The politicians in the Middle East have failed, so let's turn to the people

A strong mandate from both peoples would oblige Sharon to take on the settlers and the Palestinians to take on the terrorists
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The Independent Online

War in Iraq was meant to be the prelude to peace in the Middle East. The deal was that if we helped President Bush topple Saddam, he would let us publish the road-map and throw his weight behind it. It always appeared an implausible bargain. The Washington neo-conservatives who had lobbied for regime change in Baghdad were the same people most committed as a matter of faith to the right of Israel to occupy its Biblical land. The standing jest after the Republican gains in the mid-term elections was that the second largest party within the beltway was now Likud.

With his friends in occupation of Iraq, Ariel Sharon was going to feel bolder rather than more pressured. Instead of fulfilling the requirements of the road-map to withdraw from settlements on Palestinian land, he has constructed an extended Berlin Wall that changes the facts on the ground by annexing more Arab territory into the state of Israel. His calculation that the Bush administration would let him get away with playing tough has been amply born out. He announces that he will "remove" Yasser Arafat, the elected president of the Palestinian national authority, and Bush protects him from censure in the UN with a veto. He bombs Syrian territory for the first time in 20 years and Bush accepts it as the right of self-defence.

The suicide bombers do not come from Syria, which makes attacking it difficult to justify as an act of self defence. It was carried out not because of any military logic that would solve the security problem, but because of a political imperative. Sharon had to convince his domestic audience that he had taken tough action in response to the latest terrorist murders in Haifa. The Israeli public are traumatised by life in the constant shadow of terrorism; and in a small nation, there are few communities which do not know someone who has endured the grief and the bitterness of the murder of a relative. But are there any Israelis who seriously believe that bombing a half-disused camp in Syria will stop the next suicide bomber from the West Bank?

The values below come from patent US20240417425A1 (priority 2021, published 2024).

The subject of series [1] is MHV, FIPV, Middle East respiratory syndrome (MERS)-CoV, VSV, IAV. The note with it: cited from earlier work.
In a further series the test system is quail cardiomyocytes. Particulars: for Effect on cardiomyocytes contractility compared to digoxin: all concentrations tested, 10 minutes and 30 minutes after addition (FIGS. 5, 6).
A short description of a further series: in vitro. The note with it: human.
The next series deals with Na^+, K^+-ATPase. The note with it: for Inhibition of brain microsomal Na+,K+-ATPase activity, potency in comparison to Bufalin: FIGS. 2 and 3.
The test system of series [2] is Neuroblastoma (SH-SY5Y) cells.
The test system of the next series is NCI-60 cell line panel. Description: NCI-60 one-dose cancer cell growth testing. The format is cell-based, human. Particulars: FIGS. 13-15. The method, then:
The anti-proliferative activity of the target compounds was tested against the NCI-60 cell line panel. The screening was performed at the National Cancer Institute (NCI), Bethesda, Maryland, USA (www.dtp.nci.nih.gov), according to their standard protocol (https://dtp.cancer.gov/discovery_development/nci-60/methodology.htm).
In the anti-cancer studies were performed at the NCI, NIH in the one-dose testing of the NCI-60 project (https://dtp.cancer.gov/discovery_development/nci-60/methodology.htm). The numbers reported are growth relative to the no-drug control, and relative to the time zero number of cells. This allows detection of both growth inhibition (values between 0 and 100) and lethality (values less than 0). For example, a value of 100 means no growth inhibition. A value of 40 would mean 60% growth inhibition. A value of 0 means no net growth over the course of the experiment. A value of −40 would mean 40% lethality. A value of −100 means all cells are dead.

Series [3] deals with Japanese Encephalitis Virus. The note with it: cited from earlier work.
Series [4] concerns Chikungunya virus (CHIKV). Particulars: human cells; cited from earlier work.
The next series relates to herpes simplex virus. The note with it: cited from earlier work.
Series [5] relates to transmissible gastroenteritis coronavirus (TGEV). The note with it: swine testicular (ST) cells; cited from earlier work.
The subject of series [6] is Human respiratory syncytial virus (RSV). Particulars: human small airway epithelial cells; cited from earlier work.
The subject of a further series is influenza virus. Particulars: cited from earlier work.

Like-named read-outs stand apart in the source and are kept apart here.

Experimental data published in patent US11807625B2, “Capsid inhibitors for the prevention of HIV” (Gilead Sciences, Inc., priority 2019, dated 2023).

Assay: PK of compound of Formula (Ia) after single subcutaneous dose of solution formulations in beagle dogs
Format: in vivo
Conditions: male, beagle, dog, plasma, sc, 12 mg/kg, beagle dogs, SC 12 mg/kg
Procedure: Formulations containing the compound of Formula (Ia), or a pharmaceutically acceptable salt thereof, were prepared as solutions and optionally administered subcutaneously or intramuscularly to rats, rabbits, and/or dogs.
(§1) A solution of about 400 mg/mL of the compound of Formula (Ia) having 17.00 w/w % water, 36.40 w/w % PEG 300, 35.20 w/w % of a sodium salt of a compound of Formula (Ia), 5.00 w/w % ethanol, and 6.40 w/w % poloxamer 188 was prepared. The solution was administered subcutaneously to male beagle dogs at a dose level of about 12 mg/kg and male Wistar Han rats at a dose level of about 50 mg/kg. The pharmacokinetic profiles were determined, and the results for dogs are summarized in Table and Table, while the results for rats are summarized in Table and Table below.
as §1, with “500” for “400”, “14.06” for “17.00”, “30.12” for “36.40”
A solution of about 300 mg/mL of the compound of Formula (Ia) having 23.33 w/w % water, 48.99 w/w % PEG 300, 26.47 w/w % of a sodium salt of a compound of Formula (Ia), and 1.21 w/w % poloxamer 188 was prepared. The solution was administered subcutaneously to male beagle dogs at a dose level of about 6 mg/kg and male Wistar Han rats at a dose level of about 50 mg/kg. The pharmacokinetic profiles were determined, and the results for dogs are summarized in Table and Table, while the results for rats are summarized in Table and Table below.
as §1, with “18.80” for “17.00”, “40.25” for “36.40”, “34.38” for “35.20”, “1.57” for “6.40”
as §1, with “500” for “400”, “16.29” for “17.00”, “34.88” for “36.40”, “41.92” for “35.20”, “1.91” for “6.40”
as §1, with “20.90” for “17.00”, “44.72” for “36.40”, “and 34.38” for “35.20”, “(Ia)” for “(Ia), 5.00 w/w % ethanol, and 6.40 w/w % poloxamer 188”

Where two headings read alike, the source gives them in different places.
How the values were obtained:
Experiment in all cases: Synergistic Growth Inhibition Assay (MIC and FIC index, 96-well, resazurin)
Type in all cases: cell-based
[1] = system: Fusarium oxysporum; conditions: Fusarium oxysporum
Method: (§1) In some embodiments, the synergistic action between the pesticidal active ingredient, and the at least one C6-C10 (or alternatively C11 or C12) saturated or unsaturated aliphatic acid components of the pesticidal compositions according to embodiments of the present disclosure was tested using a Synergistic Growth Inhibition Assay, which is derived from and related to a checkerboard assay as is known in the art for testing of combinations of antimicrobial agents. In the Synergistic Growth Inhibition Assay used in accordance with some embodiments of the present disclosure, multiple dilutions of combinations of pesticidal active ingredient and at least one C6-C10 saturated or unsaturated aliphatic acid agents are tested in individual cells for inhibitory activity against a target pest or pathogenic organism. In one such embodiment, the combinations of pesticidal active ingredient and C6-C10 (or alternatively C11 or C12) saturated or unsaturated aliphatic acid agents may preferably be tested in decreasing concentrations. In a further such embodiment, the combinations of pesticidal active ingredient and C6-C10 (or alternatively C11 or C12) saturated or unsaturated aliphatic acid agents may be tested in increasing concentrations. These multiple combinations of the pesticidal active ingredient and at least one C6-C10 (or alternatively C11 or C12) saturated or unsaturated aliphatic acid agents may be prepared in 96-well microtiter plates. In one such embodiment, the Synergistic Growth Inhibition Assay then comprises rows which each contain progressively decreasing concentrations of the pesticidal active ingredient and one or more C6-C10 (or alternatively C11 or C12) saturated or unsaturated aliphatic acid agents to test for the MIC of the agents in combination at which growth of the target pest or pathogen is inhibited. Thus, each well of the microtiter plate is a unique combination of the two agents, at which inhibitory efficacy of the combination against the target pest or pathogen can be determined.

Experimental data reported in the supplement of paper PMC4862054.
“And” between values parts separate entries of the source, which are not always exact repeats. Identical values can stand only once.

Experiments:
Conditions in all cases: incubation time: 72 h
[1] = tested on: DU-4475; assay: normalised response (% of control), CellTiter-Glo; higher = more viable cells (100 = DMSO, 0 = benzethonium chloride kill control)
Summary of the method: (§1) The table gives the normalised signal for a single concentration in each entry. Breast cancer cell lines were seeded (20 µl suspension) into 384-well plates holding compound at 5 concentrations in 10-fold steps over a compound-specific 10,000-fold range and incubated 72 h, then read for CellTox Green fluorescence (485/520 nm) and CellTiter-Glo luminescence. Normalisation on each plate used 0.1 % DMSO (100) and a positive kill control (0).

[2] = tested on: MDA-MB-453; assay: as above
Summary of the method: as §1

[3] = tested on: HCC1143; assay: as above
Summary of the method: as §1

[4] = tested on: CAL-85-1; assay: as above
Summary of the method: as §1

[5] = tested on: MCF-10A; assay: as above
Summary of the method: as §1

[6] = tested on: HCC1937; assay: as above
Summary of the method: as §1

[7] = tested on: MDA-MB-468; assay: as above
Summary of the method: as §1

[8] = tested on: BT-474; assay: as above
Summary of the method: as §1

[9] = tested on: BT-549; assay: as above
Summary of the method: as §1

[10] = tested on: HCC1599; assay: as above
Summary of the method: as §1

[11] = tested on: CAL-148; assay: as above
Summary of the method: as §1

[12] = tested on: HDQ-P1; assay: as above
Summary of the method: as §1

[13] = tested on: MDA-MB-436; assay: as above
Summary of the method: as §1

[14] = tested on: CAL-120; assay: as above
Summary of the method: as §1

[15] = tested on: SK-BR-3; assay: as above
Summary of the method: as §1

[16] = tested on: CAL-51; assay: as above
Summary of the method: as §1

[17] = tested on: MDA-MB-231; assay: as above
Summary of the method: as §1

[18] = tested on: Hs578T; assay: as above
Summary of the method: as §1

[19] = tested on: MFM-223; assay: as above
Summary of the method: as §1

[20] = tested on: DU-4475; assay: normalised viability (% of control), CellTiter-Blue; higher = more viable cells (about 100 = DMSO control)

It is a classic Sharon gambit, to still internal unrest by escalating external confrontation. The alarming question is, how does he cap this latest escalation after the next suicide bomber?

The truth which Sharon dare not tell his people is that his own policies have made Israel more insecure. The latest suicide bomber came from Jenin, which has already been given the full Sharon treatment of military invasion, flattened homes and targeted assassinations to remove the terrorist threat. The utterly predictable consequence was to increase rather than diminish recruits to the terrorist ranks.

It is an understandable emotional reaction to a fresh terrorist outrage, to halt peace negotiations. There is, though, no logic to it. Hamas and the other terrorist sects do not want the peace process to succeed. Calling off the peace process is to reward, not to punish, their sabotage of it. We need to return to the wise strategy of Yitzak Rabin, that we must pursue the peace process as if there is no terrorism and pursue terrorists as if there is no peace process. Instead Sharon has handed the bombers a veto on progress which they will exercise every time in their eyes there is a danger of a breakthrough.